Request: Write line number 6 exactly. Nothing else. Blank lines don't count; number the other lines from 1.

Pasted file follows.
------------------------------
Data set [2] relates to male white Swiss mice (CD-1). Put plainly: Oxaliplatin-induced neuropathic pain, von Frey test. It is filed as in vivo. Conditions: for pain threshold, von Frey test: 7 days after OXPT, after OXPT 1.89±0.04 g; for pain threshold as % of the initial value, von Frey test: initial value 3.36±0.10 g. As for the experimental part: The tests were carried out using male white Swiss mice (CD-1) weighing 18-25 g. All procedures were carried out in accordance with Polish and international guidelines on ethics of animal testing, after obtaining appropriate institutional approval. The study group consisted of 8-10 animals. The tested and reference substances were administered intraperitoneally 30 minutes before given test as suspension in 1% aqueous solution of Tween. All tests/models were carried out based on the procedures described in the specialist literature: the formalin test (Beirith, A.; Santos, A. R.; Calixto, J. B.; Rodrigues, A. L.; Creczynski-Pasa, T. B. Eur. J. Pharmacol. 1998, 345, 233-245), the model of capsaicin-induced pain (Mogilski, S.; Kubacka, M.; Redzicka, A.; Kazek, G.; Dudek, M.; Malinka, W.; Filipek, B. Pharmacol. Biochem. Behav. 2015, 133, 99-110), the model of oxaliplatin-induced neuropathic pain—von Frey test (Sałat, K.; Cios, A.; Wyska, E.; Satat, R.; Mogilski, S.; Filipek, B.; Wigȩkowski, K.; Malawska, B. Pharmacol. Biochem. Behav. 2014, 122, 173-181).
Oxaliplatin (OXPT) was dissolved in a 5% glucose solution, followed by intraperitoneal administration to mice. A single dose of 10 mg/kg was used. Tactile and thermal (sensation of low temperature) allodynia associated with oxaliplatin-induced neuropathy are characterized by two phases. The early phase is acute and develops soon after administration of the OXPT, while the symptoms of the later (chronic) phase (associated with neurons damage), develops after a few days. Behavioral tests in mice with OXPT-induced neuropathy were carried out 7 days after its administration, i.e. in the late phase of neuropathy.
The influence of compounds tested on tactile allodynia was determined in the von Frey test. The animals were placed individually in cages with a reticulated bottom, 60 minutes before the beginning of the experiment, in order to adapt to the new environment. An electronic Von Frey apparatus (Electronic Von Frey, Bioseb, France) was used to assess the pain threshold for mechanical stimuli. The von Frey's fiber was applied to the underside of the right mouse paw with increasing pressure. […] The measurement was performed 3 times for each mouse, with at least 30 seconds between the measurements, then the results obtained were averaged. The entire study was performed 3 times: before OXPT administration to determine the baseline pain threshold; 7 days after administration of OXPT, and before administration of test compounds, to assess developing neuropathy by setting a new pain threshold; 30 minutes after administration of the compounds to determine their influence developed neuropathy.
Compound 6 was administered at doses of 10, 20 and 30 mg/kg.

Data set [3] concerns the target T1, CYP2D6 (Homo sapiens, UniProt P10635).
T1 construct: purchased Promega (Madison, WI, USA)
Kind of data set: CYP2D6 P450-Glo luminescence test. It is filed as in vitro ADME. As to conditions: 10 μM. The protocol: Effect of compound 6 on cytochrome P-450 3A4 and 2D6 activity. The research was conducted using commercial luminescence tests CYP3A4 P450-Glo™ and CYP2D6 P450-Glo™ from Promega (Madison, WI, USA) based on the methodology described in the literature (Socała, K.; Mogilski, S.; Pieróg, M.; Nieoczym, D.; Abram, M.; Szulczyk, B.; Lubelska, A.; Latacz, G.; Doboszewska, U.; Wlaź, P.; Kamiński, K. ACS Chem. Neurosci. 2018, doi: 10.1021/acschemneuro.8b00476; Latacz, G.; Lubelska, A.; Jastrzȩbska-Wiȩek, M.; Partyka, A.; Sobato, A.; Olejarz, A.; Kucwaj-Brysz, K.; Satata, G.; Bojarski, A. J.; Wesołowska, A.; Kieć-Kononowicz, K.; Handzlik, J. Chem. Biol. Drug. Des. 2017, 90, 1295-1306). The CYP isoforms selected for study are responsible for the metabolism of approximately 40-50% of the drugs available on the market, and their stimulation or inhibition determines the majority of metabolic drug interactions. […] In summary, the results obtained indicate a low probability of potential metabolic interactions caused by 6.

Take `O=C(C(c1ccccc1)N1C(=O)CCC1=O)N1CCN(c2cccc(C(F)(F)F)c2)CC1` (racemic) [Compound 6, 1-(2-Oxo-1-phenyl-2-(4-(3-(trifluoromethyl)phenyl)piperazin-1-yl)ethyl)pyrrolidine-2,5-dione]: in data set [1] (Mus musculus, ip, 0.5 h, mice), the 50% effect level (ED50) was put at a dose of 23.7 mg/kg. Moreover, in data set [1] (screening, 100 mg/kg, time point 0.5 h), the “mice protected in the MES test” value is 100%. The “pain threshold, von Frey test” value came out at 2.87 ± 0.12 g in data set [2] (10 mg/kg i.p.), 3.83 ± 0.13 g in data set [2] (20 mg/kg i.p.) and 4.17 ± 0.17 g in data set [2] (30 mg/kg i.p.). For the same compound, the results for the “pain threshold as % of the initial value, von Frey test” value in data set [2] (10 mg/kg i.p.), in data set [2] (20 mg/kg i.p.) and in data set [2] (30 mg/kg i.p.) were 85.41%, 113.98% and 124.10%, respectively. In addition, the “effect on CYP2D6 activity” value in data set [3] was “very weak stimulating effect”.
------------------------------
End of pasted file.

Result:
T1 construct: purchased Promega (Madison, WI, USA)